Avoid cleaning family heirlooms if possible. Air your quilts 2-3 times a year on a moderately windy, dry day. Lay the quilt outside in the shade on top of some blankets or towels, and covered with a sheet to protect from debris. Leave the quilt for several hours. If the quilt is very fragile, air it indoors on a dry day. If airing isn't enough, vacuum the quilt as described above under Handling. Make sure that you vacuum both sides of the quilt. Be careful not to suck the fabric into the vacuum.
If the quilt is very dirty, you will need to consider other cleaning methods. Generally, dry cleaning is not recommended as it damage fragile items and can remove natural oils and waxes from the fibers. However wool and silk quilts may have to be dry cleaned. If so, request fresh solvents, and make sure that the item is not marked, steamed, or pressed. A quilt can be wet cleaned if the process will not affect the color, shape, or strength of the fabric. A general rule is to clean wet-clean quilts around every five years. First check for colorfastness of each color and fabric. Use a gentle soap -- something that you'd be willing to take a bath in -- like Orvus Paste. Fill the washer or bathtub with lukewarm water and thoroughly dissolve the soap. Lower the quilt into the water in fan folds and allow to soak. One source says 10 minutes, but another source recommends up to 12 hours with several changes of water if the quilt is very dirty. After you have soaked, gently move or fan the quilt to disperse dirt. Next, make sure that you thoroughly rinse out all soap as it can coat fibers and attract dirt. Leave the quilt in the bathtub to drain for several hours. Never squeeze or wring the quilt. Carefully remove the quilt by supporting it in some fashion and place it on the ground or floor on top of thick towels and mattress pads. Align it gently to make the corners square. Cover with more towels and press down to remove excess water. Remove these top towels and place a sheet on top to protect from debris. Allow the quilt to dry completely (up to a full day or more).
The best way to store a quilt is flat (on a bed or wherever). If you can't store a quilt flat all of the time, you should try to do so for a short period of time, every year. Quilts that are stored or displayed should be refolded 2-3 times a year and moved from one place to another. Quilts can also be stored rolled around an acid-free tube (you can cover the tube with well-washed fabric or acid-free tissue paper) of no less than 3" in diameter. Roll the quilt loosely, without wrinkles, and cover the rolled quilt with well-washed muslin. Finally, you can store a quilt folded in an acid-free box, but make sure that you pad each fold with rolls of acid-free tissue paper (except for silk -- use unbuffered tissue). Quilts should be protected from touching acid paper and cardboard, plastic, metal, and wood (even cedar) that has not been coated with polyurethane since these materials can leach acids onto the quilt and they can also out-gas damaging vapors.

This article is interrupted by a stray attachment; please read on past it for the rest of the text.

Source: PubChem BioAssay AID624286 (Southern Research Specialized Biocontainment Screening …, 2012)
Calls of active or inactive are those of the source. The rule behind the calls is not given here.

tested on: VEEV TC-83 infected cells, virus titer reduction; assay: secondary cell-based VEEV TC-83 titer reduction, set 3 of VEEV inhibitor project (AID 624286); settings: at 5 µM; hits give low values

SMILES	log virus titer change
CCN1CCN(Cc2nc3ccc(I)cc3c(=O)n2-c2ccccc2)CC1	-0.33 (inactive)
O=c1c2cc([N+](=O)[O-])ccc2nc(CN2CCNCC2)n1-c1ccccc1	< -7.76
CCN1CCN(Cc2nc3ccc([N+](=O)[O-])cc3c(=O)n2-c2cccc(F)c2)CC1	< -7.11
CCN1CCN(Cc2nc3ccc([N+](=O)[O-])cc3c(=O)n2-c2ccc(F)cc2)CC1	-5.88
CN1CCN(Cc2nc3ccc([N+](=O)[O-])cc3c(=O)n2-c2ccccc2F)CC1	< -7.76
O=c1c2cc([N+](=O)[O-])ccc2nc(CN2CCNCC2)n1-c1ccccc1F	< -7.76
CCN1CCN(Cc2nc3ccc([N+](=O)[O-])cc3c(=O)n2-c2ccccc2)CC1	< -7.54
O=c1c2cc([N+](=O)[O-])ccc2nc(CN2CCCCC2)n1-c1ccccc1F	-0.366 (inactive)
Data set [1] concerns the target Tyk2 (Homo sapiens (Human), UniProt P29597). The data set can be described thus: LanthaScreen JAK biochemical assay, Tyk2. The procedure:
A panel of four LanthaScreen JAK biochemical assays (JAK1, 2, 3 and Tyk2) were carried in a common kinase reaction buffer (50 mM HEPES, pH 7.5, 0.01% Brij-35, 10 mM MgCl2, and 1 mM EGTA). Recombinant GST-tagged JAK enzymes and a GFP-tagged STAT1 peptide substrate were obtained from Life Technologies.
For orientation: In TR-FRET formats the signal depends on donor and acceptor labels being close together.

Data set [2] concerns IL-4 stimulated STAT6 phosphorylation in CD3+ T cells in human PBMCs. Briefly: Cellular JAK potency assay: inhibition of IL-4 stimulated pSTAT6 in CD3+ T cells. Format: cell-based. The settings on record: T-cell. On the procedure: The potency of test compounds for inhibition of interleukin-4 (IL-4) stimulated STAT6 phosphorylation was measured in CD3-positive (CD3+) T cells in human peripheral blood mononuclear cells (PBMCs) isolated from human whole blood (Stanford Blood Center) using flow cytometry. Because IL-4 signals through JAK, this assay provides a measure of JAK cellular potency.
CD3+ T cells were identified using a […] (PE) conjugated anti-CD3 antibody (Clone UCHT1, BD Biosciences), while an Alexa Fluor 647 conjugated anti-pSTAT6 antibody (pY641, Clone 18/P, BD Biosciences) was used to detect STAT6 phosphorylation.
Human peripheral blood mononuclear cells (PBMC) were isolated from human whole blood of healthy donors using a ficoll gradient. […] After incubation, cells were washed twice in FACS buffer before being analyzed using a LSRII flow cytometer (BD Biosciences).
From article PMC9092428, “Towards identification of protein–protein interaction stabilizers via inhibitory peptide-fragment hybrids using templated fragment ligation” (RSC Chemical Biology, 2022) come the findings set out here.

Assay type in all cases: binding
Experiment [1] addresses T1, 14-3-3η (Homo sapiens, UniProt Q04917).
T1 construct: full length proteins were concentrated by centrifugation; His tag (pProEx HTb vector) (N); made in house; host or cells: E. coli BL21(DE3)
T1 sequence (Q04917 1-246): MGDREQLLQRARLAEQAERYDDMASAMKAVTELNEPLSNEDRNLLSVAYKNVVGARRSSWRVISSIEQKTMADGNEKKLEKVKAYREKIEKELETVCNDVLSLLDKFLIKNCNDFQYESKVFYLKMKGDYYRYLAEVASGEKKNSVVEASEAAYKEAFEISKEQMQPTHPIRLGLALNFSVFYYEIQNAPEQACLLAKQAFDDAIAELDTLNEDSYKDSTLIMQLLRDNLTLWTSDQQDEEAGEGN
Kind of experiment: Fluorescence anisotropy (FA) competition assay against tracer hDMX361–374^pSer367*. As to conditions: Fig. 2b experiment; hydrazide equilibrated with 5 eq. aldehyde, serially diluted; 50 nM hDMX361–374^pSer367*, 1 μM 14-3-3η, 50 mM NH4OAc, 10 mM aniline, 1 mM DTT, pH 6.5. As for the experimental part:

Quilts are best displayed on a bed, but you can also display them folded, if you pad the folds with acid-free paper, or on a padded quilt rack. Another popular method of display is hanging. Hanging a quilt always places some stress on the fibers. To lessen this stress, support the quilt by using a fabric sleeve, or sew on hanging tabs, or attach it to a mounting board with Velcro. If the fibers are very fragile, it is recommended that a liner be sewn onto the back of the quilt and then any attachments can be made to this lining. Maximum support can be obtained by stretching this liner over a wooden frame. If you are framing a quilt under glass, make sure that you use a matte or a spacer between the glass and the fabric so that mold and mildew can't grow. Make sure that there is air circulation from the back by using a cotton dust cover rather than a paper one. Remove wall hangings occasionally to give the fibers a rest. Whatever method you use, make sure that the quilt is not touching wood that does not have a polyurethane varnish.
Cognac, Camille Dalphond. Quilt Restoration: A Practical Guide. McClean, VA: EPM Publications, Inc., 1994.
Davis, Nancy. Handle with Care: Preserving Your Heirlooms. Rochester, NY: Rochester Museum & Science Center, 1991.
Hargrave, Harriet. Heirloom Machine Quilting. Lafayette, CA: C & T Publishing, 1990.
Puentes, Nancy O'Bryant. First Aid for Family Quilts. Wheatridge, CO: Leman Publications, Inc., 1992.